In other words, the farmers on Miller’s land had the rights to water from two different rivers, and they could cut ahead of other users in the event of a water shortage. These irrigators became known as the “exchange contractors,” and today they produce tens of thousands of acres’ worth of tomatoes, lettuce, pistachios, and almonds, making up a massive share of the Central Valley’s agricultural output. Their typical year’s water allocation is 875,000 acre-feet, equivalent to about half of Los Angeles County’s water supply.
For almost a century, the exchange agreement was just a hypothetical. That ended in 2014, during the start of California’s last major drought, when water levels dropped so low that Reclamation couldn’t provide any water to the exchange contractors. Pursuant to their original agreement with the federal government, the exchange contractors claimed their rights to water from San Joaquin, effectively seizing the water from farmers in the eastern part of the valley known as the Friant division, which is where Watkins has his citrus farm. The exchange contractors got a giant allocation of water, and the Friant farmers took a sizable cut, forcing them to pump groundwater or leave their crops unplanted. The same thing happened the next year.
In response to Reclamation’s decision, a group of water users led by the city of Fresno and several Friant irrigation districts filed a lawsuit against the federal government and the exchange contractors. The Friant districts alleged that, in fulfilling its contractual obligation to the exchange contractors, the federal government breached its contractual obligation to the Friant districts, failing to provide them with an adequate amount of water. After more than seven years, that lawsuit is still ongoing, though a decision is expected soon.
Meanwhile, California has entered the second year of another massive drought, and Reclamation has once again found itself between a rock and a hard place. While there is more water in the reservoir that flows to the Friant districts than there was last year, Reclamation is holding back that water so it can save it for the exchange contractors — for the third time in a decade.
This has created an almost surreal split-screen effect in the Central Valley. On the west side of the valley, in the irrigation districts that benefit from the exchange contract, farmers are proceeding more or less as they always have. On the east side of the valley, meanwhile, the situation is dire.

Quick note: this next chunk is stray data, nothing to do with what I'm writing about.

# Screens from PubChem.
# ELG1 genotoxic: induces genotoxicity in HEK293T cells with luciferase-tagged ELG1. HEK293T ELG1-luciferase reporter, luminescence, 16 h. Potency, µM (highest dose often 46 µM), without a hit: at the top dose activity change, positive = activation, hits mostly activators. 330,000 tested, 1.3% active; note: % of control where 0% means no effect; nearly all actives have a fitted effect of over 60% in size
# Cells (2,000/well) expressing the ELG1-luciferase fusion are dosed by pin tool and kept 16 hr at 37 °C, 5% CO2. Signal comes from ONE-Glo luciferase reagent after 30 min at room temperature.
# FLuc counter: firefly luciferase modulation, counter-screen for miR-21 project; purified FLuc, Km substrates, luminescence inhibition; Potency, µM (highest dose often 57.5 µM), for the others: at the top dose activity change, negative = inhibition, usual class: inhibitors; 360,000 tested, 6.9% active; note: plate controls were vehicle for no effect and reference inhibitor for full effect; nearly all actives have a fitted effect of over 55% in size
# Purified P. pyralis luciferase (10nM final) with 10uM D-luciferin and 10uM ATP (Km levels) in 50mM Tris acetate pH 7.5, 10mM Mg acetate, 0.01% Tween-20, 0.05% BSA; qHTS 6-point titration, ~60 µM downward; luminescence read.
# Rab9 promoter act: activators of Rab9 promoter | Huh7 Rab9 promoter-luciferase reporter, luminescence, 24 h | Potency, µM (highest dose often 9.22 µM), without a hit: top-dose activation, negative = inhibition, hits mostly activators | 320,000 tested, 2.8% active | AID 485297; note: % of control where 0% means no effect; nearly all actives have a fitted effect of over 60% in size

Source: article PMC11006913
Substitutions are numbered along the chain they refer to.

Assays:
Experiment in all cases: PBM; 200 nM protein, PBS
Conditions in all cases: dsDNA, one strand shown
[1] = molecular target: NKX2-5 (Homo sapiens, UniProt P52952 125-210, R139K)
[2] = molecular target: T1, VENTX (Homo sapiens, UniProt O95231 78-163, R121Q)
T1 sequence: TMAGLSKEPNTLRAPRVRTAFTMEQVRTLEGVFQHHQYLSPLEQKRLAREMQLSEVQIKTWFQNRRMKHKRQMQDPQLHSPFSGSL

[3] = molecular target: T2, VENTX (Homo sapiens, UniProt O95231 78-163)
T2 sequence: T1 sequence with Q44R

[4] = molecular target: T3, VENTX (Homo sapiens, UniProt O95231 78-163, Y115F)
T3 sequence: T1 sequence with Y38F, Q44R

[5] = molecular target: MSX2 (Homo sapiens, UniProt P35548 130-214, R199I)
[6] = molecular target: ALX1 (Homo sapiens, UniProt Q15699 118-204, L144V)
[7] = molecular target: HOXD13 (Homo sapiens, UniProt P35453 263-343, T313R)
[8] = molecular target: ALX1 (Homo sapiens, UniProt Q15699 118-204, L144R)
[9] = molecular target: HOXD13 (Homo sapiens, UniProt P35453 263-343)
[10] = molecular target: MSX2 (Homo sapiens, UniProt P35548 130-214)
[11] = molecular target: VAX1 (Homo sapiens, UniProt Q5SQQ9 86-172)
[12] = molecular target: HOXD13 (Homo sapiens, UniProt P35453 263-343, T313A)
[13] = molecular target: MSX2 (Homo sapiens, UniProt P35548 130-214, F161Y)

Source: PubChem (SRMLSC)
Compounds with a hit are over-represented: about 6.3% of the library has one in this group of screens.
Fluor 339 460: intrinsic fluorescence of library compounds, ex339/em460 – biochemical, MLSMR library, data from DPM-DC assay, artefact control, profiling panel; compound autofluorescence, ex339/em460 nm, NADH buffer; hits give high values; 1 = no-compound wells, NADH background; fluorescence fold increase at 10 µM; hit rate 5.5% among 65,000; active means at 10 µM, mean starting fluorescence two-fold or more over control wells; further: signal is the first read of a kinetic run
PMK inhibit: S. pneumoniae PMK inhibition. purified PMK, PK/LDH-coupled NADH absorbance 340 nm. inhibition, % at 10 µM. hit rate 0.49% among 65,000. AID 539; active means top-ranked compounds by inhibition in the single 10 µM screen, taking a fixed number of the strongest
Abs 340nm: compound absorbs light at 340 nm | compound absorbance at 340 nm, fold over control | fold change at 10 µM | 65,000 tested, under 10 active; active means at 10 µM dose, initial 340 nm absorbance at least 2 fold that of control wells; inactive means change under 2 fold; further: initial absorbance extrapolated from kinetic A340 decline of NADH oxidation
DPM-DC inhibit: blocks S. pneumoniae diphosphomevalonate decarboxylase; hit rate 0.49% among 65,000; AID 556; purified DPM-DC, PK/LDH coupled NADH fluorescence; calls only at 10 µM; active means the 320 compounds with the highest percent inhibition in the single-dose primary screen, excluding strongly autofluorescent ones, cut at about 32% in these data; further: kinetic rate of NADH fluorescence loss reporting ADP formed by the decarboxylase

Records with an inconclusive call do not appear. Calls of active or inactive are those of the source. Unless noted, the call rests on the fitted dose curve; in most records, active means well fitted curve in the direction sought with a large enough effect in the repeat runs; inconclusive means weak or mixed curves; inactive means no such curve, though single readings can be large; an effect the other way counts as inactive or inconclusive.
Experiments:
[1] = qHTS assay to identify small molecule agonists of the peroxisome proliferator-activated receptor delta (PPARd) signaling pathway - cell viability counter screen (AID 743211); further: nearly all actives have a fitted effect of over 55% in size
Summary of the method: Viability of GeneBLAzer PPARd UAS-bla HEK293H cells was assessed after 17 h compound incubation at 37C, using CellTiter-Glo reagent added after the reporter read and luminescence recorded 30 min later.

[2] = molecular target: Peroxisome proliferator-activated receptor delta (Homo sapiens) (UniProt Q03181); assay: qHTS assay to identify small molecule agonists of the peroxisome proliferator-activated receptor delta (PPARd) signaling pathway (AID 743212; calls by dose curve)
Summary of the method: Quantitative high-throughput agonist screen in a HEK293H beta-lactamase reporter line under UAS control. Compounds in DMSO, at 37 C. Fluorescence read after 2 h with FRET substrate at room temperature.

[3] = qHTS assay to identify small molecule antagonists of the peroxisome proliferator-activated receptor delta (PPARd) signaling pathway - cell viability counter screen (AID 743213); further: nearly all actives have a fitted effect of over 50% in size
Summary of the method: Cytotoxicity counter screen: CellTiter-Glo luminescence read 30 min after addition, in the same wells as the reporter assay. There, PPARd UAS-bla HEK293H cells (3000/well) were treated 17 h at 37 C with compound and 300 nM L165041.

“The tension is palpable,” said Tricia Stever Blattler, the executive director of the Tulare County Farm Bureau, whose farmers rely on water from the Reclamation system. “A lot of farmers are fearing they will have to fallow ground and push trees and vines out. There’s speculation about selling land.”
Aaron Fukuda, the general manager of the Tulare Irrigation District, echoed that sentiment.
“The situation has become significantly worse as surface water deliveries are again curtailed this year, forcing growers to turn to groundwater,” he told Grist. In a typical dry year, many farmers can pump subterranean water from wells in order to make up for lost reservoir water, but that isn’t an option for many farmers in the area.
“Our groundwater levels have yet to recover from the last drought, so many [areas] are implementing groundwater cutbacks, which ultimately reduces the ability of growers to meet their crop demands,” he added. A state law passed during the last drought led to further restrictions on pumping, which leaves farmers in the valley with fewer options than ever.
The Natural Resources Defense Council’s Obegi says that the Bureau of Reclamation could soon push to renegotiate the exchange contract if it wanted to, potentially capping the water deliveries that go to the contractors and curbing degradation of the San Joaquin River in the process. The revision would be painful for the exchange contractors, but it would lead to a more equitable distribution of water in the valley during drought years. It would also help restore fish populations in the San Joaquin River, pursuant to a 2006 settlement in a lawsuit brought by environmental groups including the Natural Resources Defense Council.
Ernest Conant, the regional director for Reclamation’s mid-Pacific division, said the exchange contract is a reflection of Western water law, and that the authority is bound by law to honor the contract, even if it means diverting water from other parties.
“People may think this is just not fair,” he told Grist. “Why are the exchange contractors getting 75 percent and everybody else getting zero? The basic answer is, ‘first in time, first in right,’ and that’s the basic premise of water law throughout the West.”
Conant declined to comment on the specific details of how Reclamation interprets the exchange contract, citing the ongoing litigation. He did, however, say that the bureau might someday renegotiate the agreement.
Chris White, the executive director of the exchange contractors’ water authority, says the contractors are trying to minimize their impact on Friant farmers like Watkins, in part by using more groundwater and fallowing some land to ensure they don’t take more water from Friant than they need to. He blamed the diminished reliability of Reclamation’s water supply in part on regulation.
“When we first signed this contract, years and years ago, there was always a thought that Reclamation would be able to supply our water,” he said.
Fundamentally, the exchange contractors have no incentive to give up their water, and Reclamation has not made any attempts to get them to do so. Unless the Bureau pushes to renegotiate the contract, the two groups of farmers will likely remain at loggerheads.
That the two groups have been unable to come to a resolution is unusual, given that past water conflicts have generally pitted a united agricultural industry against non-agricultural water users. In other parts of California, the drought has caused tensions to erupt between farmers and Indigenous tribes, as Reclamation has held back water from farmers to preserve salmon populations. Along the Colorado River, meanwhile, recent cuts to Arizona’s water allocation have hit farmers first and worst while leaving municipal water intact. In the Central Valley, though, the shortage has redirected water from one group of farmers to another.
“It’s a tough situation,” said Alexandra Biering, the government affairs manager for the Friant Water Authority. “So many of the exchange contractors are our friends and good members of the agricultural community, which collectively always feels under attack. But this is really untenable.”
*Editor’s note: The Natural Resources Defense Council is an advertiser with Grist. Advertisers have no role in Grist’s editorial decisions.